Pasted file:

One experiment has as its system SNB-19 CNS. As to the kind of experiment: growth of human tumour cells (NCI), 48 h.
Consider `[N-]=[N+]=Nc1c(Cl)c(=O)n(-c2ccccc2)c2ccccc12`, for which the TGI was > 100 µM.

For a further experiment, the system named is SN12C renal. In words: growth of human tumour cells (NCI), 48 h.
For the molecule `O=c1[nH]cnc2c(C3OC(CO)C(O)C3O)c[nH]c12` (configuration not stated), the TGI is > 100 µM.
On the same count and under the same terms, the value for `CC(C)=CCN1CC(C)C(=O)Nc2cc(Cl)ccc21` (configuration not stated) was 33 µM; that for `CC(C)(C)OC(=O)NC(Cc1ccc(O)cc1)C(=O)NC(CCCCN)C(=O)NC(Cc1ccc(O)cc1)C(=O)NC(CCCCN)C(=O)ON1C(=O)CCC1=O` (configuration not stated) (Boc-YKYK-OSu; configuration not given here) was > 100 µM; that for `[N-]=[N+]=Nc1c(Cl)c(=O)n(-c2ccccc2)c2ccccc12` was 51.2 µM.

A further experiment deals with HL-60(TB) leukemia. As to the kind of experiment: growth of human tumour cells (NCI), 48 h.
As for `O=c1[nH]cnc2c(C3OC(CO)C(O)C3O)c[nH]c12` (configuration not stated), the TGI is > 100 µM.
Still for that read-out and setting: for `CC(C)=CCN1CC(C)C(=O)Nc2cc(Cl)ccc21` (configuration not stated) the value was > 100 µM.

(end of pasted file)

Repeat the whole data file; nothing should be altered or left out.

One experiment has as its system SNB-19 CNS. As to the kind of experiment: growth of human tumour cells (NCI), 48 h.
Consider `[N-]=[N+]=Nc1c(Cl)c(=O)n(-c2ccccc2)c2ccccc12`, for which the TGI was > 100 µM.

For a further experiment, the system named is SN12C renal. In words: growth of human tumour cells (NCI), 48 h.
For the molecule `O=c1[nH]cnc2c(C3OC(CO)C(O)C3O)c[nH]c12` (configuration not stated), the TGI is > 100 µM.
On the same count and under the same terms, the value for `CC(C)=CCN1CC(C)C(=O)Nc2cc(Cl)ccc21` (configuration not stated) was 33 µM; that for `CC(C)(C)OC(=O)NC(Cc1ccc(O)cc1)C(=O)NC(CCCCN)C(=O)NC(Cc1ccc(O)cc1)C(=O)NC(CCCCN)C(=O)ON1C(=O)CCC1=O` (configuration not stated) (Boc-YKYK-OSu; configuration not given here) was > 100 µM; that for `[N-]=[N+]=Nc1c(Cl)c(=O)n(-c2ccccc2)c2ccccc12` was 51.2 µM.

A further experiment deals with HL-60(TB) leukemia. As to the kind of experiment: growth of human tumour cells (NCI), 48 h.
As for `O=c1[nH]cnc2c(C3OC(CO)C(O)C3O)c[nH]c12` (configuration not stated), the TGI is > 100 µM.
Still for that read-out and setting: for `CC(C)=CCN1CC(C)C(=O)Nc2cc(Cl)ccc21` (configuration not stated) the value was > 100 µM.